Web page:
Last Shift (2014)

Jessica Loren is new on the job; her first shift is the last shift of a closing, empty station. As her shift rolls on, odd things start happening and she can’t tell if they are real, imagined, or just a prank.

Written by Anthony DiBlasi and Scott Poiley, with DiBlasi directing, Last Shift is a suspense entry its genre. The best way to watch it being without knowing too much about it, the less said the better, to keep the surprises as powerful as they can be. The film starts slowly, with some scares here and there but nothing very strong until about the middle of the film when things crank up slowly until they go to eleven. The film takes its time to build its story and its scares and keeps things fairly simple, creating a story of fear based on the senses more than on clear images and direct storytelling. The fact that the film works on the audio side first and then on the visual side of things helps it build an atmosphere filled with suspense and dread. The way it builds things works great here, playing with viewer along with the heroine.

This lead is played by Julianna Harkavy, who carries the majority of the film on her shoulders. She does fantastic work here, showing strength and courage while also showing vulnerability and a very human side. She shows emotions when needed and strength when it’s called for. She is scared but determined to make it through the night, along with the viewer who is determined to watch the entire film to see where it goes. She is the main character and everything revolves around her, so thankfully, her performance is one more than worth watching. The supporting cast is composed of a variety of people giving good performances, including Joshua Mikel giving a twisted, demented man in a just crazy enough way. He’s dangerous, but almost personable; qualities when put together make characters like his work great on screen. The rest of the cast works their angles in ways that add to the fear and suspense, some of them in more visceral ways than others.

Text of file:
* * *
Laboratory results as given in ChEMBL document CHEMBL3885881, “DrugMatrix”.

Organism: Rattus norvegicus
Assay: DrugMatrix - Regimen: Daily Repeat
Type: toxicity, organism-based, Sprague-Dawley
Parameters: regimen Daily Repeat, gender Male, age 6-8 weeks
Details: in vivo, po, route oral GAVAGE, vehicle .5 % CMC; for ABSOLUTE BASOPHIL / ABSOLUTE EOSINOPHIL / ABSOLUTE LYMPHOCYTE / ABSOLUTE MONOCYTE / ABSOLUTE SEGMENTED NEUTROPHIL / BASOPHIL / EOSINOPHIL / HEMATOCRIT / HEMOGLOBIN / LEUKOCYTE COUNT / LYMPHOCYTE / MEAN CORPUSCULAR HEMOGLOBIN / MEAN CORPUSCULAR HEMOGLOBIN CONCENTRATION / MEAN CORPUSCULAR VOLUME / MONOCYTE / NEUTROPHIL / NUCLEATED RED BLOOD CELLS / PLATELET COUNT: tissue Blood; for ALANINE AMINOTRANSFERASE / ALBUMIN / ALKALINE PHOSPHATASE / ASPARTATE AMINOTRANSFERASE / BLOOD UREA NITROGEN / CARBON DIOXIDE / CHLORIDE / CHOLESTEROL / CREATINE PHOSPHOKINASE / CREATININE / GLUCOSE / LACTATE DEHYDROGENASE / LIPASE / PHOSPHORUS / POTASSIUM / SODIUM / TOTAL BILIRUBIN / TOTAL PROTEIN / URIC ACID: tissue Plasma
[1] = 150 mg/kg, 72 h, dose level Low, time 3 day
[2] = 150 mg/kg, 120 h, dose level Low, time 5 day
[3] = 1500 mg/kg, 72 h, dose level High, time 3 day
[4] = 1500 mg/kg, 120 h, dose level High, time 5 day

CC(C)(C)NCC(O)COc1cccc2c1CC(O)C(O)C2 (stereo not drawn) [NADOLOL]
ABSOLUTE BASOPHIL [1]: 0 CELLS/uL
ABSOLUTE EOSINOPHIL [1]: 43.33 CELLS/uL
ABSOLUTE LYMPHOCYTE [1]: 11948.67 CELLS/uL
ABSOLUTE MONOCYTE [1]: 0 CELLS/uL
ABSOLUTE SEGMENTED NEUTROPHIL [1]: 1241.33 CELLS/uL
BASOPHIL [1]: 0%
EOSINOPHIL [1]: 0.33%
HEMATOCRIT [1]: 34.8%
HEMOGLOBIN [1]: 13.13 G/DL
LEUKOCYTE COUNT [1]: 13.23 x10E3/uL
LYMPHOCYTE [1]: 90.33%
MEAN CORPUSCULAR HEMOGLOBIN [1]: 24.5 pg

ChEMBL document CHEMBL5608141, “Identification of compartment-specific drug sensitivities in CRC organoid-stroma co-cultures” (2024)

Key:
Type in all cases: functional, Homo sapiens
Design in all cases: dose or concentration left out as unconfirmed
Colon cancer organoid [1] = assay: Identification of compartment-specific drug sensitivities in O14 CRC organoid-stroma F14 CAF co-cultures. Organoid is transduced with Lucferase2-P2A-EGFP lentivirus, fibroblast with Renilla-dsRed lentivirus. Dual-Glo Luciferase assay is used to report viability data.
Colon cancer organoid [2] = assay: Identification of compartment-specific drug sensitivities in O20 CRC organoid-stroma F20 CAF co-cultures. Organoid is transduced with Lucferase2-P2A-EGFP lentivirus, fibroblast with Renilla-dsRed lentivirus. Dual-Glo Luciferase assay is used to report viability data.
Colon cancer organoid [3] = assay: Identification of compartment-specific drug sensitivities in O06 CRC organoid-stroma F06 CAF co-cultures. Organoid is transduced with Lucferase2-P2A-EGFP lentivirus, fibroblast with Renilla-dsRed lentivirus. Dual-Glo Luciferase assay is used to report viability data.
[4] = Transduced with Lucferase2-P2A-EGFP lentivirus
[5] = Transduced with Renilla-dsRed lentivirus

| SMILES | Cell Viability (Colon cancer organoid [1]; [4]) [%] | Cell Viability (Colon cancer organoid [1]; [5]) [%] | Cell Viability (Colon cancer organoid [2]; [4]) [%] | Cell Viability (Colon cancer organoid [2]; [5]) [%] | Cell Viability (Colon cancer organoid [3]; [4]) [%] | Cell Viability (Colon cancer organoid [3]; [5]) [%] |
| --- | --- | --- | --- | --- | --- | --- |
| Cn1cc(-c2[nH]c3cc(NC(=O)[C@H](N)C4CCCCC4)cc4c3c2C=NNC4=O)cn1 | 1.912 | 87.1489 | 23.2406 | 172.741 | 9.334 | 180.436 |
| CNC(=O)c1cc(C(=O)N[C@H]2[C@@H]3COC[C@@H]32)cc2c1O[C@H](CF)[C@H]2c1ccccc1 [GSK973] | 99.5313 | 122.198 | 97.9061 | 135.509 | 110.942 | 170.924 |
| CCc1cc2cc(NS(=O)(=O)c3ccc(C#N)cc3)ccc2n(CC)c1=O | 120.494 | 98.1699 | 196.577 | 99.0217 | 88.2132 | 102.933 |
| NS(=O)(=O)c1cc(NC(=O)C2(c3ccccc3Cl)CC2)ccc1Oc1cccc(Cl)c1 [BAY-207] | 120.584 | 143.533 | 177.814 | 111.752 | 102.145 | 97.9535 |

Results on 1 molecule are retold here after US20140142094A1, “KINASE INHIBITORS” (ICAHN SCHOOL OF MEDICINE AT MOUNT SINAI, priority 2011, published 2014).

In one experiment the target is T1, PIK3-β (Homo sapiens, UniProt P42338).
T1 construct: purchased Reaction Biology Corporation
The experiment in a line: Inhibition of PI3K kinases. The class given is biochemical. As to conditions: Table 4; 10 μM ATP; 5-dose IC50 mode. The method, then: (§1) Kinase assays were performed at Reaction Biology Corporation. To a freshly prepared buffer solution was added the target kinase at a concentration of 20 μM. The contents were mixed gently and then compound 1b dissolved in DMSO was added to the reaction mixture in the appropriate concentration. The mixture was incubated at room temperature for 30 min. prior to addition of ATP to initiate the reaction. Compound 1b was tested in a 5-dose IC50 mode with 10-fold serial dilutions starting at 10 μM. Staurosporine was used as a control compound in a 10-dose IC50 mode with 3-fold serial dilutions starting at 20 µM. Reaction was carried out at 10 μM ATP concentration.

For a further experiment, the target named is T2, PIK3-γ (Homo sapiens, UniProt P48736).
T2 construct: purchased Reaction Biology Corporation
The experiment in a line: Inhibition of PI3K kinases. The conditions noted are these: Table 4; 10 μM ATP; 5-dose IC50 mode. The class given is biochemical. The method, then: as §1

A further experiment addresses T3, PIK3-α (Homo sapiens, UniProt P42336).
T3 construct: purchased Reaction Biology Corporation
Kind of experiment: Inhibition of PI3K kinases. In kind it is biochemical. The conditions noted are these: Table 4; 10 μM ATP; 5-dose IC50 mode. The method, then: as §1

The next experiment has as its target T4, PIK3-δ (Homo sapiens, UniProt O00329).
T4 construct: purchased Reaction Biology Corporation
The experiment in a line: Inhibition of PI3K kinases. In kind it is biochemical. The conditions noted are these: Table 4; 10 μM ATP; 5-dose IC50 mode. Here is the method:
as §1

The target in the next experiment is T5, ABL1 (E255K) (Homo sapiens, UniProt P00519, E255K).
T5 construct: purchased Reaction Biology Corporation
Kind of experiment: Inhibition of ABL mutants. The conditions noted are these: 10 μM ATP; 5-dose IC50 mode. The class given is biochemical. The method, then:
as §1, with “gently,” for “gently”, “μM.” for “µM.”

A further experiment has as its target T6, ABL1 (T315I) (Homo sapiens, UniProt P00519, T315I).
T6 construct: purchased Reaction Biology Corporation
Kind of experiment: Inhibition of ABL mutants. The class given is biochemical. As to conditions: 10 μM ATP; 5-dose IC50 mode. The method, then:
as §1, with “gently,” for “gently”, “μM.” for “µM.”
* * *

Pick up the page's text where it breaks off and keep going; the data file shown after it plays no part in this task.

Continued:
Helping these performances are special effects done under special effects coordinator Jeremy S. Brock and visual effects done under visual effects supervisor Jason Murphy. These work together in a way that creates uncertainty in some scenes and very clear horrors in others. The effects in Last Shift look realistic and show how cgi can enhance a film’s special effects and add a layer to the story that would not be there otherwise.

Also adding to the acting, story and effects is the sound design by Lee Riley. The sound here is extremely important, adding things that may or may not be there to scenes, layers of almost subconscious fear. The sounds in this film are oftentimes subtle and paired with visuals that might not match, creating confusion which adds to the fear factor and to the suspense. What is seen and heard cannot be trusted at times, something that is a very effective device in horror. The score by Adam Barber supports this and the story in a way that is not necessarily obvious, something that shows mastering of the art.

Back on the visual side of things, the cinematography by Austin F. Schmidt is deliberate and uses the location to its maximum potential. The film takes place entirely in an empty police station and the long white corridors and locking cells, along with the empty spaces and shelves are shown in an almost threatening way. Schmidt’s work gives the film a simple look that helps the fear creep up on the viewer.

Last Shift is a film that got a lot of hype when it was originally released as a truly scary film and it is. It’s one of those for which the hype is worrisome given how that usually goes, but it should be given a chance. It’s best watched in a silent place, with the sound way up to get the full effect of its careful sound design and let the dread creep up. The film builds up a suspense that turns into fear and uses practical and visual effects to great results. The lead is fantastic in her part and the rest of the cast creepy and weird at times. Last Shift is one of those films that works on many levels and builds its effect through careful planning and talented execution.